Tuesday, June 5, 2012

The Lord of the Minecraft

I wish I had actually read The Lord of the Flies, because then I would know for sure if the title for this entry is accurate.  Somehow I managed to go my whole educational career without having to read it, and some might say that it was a lucky miss. But I digress, this post is about the descent into madness and chaos that my Minecraft club took on Monday.  It was awesome. 

Here is how it all started: At the beginning of my Minecraft club I informed the members (four grade 8's three grade 6's and one grade 5 who was absent for this meeting) that their world would not be available for the second week in a row, and that we would be in the alternate 'world' again.  I also let them know that I got an email from @liamodonnell letting us, @MzMollytl and I, know that he had given his own club the option of being in creative mode or survival in our shared world.  I let them know I would do the same for them too.  Up to this point our clubs were survival only.

I expected the possibly of having creative mode in our joint game would make them happy, but much to my surprise all but one said they would prefer to stay in survival mode.  They were very insistent that survival mode is the only 'real' way to play.  The one student who asked to be in creative mode was given a pass from judgement because: a) he was in a younger grade and b) he was working with another member of the club and they just figured they would share the resources to build their base together.  Being younger, and using creative mode to build a base, was deem acceptable.
Then we logged in.

As the club members got their bearings and started making plans for what they needed to accomplish they also began to notice what the other club (Highland Heights) had done when they played in creative mode.  They saw the different building materials and things that they had been able to use: there were crazy looking treehouses, (one with tamed wolves in it), another with a lava 'waterfall,' suspicious looking cavities in the ground and TNT left piled in different areas to name a few.  Two members who were struggling with building a treehouse, that they had begun last week, were the next to ask for creative mode: "just so we can finish the building and then we will go back to survival."  Lest they be judged harshly by their peers. The group accepted this and continued with their construction.  

Then one of my members asked to blow up some TNT.  We discussed it, and I caved, stressing :"Just this once, and not too big!"  I have to say, I usually don't give in so quickly but they were finding TNT deposits in areas and craters, so there was a precedent.  From there things started spiraling into chaos.  It was actually kinda amusing to watch.  My students who, at the beginning, were so adamant that survival mode was the only way to play Minecraft properly  started to come to the dark side.  At around the time of the first explosion, the club from Agnes Macphail also joined the server.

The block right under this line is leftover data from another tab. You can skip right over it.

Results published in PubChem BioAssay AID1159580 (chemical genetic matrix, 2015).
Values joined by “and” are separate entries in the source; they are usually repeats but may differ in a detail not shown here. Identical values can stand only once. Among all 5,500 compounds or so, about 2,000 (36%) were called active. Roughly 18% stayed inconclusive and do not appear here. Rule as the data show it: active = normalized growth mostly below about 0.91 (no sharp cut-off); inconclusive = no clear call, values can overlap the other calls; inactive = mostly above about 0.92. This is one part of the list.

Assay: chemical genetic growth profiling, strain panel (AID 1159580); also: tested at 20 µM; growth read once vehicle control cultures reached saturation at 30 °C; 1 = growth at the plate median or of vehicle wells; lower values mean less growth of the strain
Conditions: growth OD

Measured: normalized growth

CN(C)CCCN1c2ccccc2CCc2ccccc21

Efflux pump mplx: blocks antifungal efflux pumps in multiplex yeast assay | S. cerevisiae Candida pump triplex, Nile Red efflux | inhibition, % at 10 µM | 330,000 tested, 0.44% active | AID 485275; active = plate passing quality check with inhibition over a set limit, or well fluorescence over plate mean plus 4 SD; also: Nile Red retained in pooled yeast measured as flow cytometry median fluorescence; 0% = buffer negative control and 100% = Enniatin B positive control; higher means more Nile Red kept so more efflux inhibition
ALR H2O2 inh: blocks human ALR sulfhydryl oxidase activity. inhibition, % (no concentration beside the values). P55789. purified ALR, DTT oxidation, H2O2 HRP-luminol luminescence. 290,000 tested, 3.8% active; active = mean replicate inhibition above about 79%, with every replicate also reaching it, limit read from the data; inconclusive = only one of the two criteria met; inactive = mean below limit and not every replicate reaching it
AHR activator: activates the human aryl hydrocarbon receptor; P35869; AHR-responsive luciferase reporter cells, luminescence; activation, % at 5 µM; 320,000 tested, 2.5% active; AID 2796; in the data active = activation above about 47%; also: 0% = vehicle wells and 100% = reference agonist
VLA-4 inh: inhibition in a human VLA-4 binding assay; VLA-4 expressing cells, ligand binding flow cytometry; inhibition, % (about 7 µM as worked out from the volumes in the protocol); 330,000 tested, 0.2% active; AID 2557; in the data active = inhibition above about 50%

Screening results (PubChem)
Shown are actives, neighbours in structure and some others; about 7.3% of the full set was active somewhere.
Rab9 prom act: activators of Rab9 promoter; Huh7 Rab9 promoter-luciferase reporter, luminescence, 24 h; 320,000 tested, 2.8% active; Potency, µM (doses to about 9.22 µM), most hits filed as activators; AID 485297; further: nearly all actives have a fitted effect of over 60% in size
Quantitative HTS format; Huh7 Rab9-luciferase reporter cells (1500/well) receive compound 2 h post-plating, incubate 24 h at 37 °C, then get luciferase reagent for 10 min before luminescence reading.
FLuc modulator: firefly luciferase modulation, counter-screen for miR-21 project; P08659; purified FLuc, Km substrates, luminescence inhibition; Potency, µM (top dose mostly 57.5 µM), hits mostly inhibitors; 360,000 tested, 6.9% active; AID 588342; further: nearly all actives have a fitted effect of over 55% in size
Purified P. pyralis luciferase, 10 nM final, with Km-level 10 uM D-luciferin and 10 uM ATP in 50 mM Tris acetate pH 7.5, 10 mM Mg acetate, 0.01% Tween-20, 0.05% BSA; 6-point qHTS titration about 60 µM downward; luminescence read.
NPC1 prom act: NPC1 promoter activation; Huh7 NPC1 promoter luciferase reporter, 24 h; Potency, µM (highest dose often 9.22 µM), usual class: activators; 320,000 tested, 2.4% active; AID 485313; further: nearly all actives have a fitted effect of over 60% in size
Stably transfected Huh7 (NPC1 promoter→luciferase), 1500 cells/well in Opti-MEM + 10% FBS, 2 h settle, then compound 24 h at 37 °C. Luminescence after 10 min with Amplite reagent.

Everyone who had creative mode started getting creative -go figure.  It got to the point that it was no longer practical to  play in survival.  Especially if you wanted to survive more than 5 minutes.  Lava, Ghasts and TNT were everywhere.  Only one student in my club retained their survival status, and lived to tell the tale.  Like a post-apocalyptic movie he decided to abandon the destruction on the surface of the world and began again underground.  I think one student from Agnes Macphail stayed in survival mode too, but I do not know how they managed. 

All in all everyone had a great time.  Although I feared what the Highland Heights club would find if they logged back into this world.  What I really found fascinating, was how quickly the members of my group changed from: "creative is cheating!" "look at these people using creative, they need to stop" to  "I'll try creative" and "give me creative mode!"  Anarchy!

Is this an example of why students shouldn't play in creative mode at school?  No, I don't think so.  This is just the activity that can lead to so much more.  As the students were leaving they were talking about how much fun it was to go crazy in game, but they were glad they would be able to go back to their own world  soon, and get back to 'work'.  In their conversation there was so much material that could lead to more deeper conversations.  Why is it okay to destroy a world that isn't 'yours'?  Doesn't it belong to someone?  What about the environment you are effecting?  Are there examples of your in-game behaviour in the real world? What would be the impact of your actions if this was the real world?  And so on...  There are opportunities to  connect this event to Social Studies, Science and Technology, Language and even Health and Physical Education.

All in all, good game. 

Below are some pictures of the chaos.

Cross posted on: gamingeducators.pbworks.com  on Denise's Club Journal